Heliopolis – James Scudamore

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Long listed for the Booker Prize 2009

For the third time this year the Booker long list has produced an amazing book that I would otherwise have missed.

Heliopolis is set in a futuristic Sao Paulo and follows Ludo, who was born in a shanty town, but then given great wealth after being adopted by one of the richest men in the city. Ludo then falls in love with his adoptive sister, Melissa, which leads to a clever, humorous plot, as he tries to deal with his conflicting emotions.

I have a recurring nightmare in which Melissa probes around in my belly button with one of the sharp metal skewers my mother used for weekend barbecues. She stares intently into my navel, manipulating the skewer, and I feel its cold metal point enter my stomach. Eventually, she achieves her objective, and unknots my umbilical cord. My intestines gush to the floor like a string of raw sausages.

The main issue the book covers is the social divide between those living in complete poverty, and the elite who can afford everything. Heliopolis is cleverly written to show the difficulty Ludo feels in belonging to his new, rich world.

Loneliness should be hard to come by in the forest, but the white noise of animals getting on with their business was never a consolation. It only reminded me how sure most living things were of their place in the world, while I was not.

Although the squalor is vivid, the poor are described in a dignified way. The result is that I had great empathy for the under-class and at many times felt they had the better life.

This book has everything: humour, great characters, clever plot, a moral message and a wonderful ending. It gripped me throughout.

Highly recommended.


Did you love this book as much as I did?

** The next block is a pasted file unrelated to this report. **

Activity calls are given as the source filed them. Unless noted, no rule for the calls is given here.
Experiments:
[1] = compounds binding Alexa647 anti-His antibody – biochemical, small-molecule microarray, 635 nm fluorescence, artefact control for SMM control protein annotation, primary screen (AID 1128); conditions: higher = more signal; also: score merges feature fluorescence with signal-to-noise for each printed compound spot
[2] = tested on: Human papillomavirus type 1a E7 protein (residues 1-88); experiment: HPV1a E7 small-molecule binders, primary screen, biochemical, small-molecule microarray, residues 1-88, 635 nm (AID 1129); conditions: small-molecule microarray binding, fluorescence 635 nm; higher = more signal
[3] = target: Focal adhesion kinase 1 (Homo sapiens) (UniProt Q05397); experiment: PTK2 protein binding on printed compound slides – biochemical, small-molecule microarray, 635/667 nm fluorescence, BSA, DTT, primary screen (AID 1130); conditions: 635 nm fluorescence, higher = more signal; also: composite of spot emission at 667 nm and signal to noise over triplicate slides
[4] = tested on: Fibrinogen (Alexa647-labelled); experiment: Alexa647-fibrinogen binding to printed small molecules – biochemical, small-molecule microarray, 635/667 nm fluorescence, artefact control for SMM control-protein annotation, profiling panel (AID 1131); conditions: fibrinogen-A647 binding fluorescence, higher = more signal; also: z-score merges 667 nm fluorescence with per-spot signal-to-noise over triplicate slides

Have you read his previous book The Amnesia Clinic?

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  1. Claire says:

    Yes, I loved this book as much as you did! I loved the South American Magic Realism aspect with every chapter heading and motif based around food. It was very clever and I look forward both to The Amnesia Clinic and his future work (apparently the one he is working on just not is about London, but not quite London proper and instead the London that is thought to no longer exist but does… intriguing, no?!)

    1. Jackie says:


      I plan to find a copy of The Amnesia Clinic soon. I hope it is as good as this one.

      1. Claire says:

        I possibly didn’t explain it succinctly enough but I suspect that he means a London from the past; Victorian London, maybe? With its crime and squalor…

        1. Jackie says:

          I understand now! I think!! I’m sure it will be good – whatever it is!

  2. Steph says:

    This one sounds fantastic, but it doesn’t look like it’s been released on this side of the pond yet. :( I guess I’ll have to wait a while before I can give it a shot!

    1. Jackie says:

      Sorry to hear it hasn’t been released yet. I hope it comes out soon.